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Joe's tank


I've studied your photos a few times and have some comments.

The back of the tank isn't covered, or is covered in something very
white.  I think it would look quit a bit better if you closed off the
back with something.  Black poster board has been suggested.  I use
black fabric.  You many be able to use other colors (particularly blue
or green) to a good effect.

As I see it the layout contains two major elements; a prominent
solitaire sword plant on the right side of the tank and a piece of
driftwood that sweeps upward and to the left across the tank starting
from near the base of the large plant.  The height of plants on the left
side of the tank increases to the left, following the line of the wood,
and that is a nice effect.

I think you might enhance these elements by isolating the large sword
plant on the right even more than you have; perhaps clearing everything
around it except a very low carpet and maybe something that fills the
back right corner (anubias, maybe) but which doesn't encroach on the
sword plant itself.  Sword plants are difficult to aquascape around, but
that may be one way to handle this one.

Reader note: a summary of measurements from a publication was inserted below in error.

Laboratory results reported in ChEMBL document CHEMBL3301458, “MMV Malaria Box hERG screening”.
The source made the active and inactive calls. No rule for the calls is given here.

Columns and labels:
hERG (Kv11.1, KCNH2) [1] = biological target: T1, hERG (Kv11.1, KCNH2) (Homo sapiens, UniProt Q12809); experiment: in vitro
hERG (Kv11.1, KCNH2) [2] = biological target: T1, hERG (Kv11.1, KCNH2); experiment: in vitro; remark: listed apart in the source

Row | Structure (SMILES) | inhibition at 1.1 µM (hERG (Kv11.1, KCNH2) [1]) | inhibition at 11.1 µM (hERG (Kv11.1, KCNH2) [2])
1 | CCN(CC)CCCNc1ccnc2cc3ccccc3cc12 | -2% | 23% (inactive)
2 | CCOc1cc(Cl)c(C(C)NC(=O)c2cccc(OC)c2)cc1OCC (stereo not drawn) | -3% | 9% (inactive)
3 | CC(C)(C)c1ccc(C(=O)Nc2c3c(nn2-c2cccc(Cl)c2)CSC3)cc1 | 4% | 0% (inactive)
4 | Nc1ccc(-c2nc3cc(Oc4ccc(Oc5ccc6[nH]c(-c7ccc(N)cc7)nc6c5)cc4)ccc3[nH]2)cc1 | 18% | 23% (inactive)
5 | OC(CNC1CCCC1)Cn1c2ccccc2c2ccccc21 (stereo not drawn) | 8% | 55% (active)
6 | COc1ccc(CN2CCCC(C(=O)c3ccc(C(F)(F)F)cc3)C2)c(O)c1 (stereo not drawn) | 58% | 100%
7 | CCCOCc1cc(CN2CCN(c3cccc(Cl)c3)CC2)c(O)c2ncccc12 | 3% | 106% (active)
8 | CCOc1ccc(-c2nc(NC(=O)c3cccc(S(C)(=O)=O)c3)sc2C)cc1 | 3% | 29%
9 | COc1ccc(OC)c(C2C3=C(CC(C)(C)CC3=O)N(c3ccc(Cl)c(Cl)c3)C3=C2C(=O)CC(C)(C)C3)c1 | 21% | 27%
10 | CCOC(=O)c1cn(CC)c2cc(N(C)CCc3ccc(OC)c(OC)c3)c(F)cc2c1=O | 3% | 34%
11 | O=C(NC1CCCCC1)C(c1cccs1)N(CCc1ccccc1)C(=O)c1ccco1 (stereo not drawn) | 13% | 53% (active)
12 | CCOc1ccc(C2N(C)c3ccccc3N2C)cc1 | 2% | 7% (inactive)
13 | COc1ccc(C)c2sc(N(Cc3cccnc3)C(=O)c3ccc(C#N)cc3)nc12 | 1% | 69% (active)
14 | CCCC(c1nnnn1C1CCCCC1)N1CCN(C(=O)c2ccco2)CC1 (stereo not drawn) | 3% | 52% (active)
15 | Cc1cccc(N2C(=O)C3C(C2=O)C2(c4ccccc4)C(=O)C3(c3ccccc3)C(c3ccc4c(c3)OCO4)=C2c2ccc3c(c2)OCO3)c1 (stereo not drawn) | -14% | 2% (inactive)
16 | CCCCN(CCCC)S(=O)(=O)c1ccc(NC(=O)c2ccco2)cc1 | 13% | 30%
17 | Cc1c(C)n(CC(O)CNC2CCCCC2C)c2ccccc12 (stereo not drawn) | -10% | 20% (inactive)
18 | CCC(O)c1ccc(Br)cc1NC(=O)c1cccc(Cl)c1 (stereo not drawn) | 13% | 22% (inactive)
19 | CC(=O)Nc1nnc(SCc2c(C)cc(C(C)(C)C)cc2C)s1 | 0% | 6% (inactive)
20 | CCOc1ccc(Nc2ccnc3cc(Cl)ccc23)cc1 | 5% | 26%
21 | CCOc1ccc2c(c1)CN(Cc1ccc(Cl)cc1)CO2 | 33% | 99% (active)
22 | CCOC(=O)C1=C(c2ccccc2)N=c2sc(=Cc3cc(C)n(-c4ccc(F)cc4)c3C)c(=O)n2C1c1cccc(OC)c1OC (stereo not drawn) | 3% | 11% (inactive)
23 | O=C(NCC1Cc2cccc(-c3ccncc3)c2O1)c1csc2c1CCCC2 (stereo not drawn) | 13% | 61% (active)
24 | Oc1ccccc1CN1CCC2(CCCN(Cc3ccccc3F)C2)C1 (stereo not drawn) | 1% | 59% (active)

The plants on the left side of the tank follow the line of the wood
fairly nicely, but I think you can improve that effect even more by
planting some intermediate height plants in front of the wood so that
they hide the base of the sword plants on the left and block
front-to-back visibility below the wood.  The Saururus might work well

A few comments on stem plants.  A lot of us grow H. polysperma, and I
wouldn't be surprised if almost all of us grew it at one time or
another.  H. polysperma is a pretty much a weed.  It's easy to grow, but
honestly it isn't a very decorative plant--not even the colored
varieties.  It's one of those plants that's great for beginners but we
should probably get away from it as soon as we can grow plants to
replace it.

You have some nice reddish stems of Rotala indica (rotundifolia) at the
back center, in front of the giant hygro.  You will get a better effect
(but perhaps not a better color) by keeping those stems off the water
surface -- maybe no more than 3/4 tank height.  R. rotundifolia is
another fairly weedy stem plant--literally a rice paddy weed in its
native range.  

Generally stem plants arranged in groups should be planted so that the
stems are not all the same height.  The whorl of leaves at the top of
the stem that is usually the stem's most attractive part, so that whorl
needs to be kept below the water surface and open to view.

It might improve things generally if you moved the D. diandra out from
behind the big sword on the right side of the tank and put it where the
R. rotundifolia is now.

H. corymbosa is one of my favorite large plants, but I think it displays
much better in 3-dimensional groups.  Putting it in a row across the
back of the tank doesn't display the plant as well as (say) a triangle
of three plants arranged with the shortest plant in front.

The plants look nice and healthy, Joe.  I think you have a good start on
a beautiful tank.

Roger Miller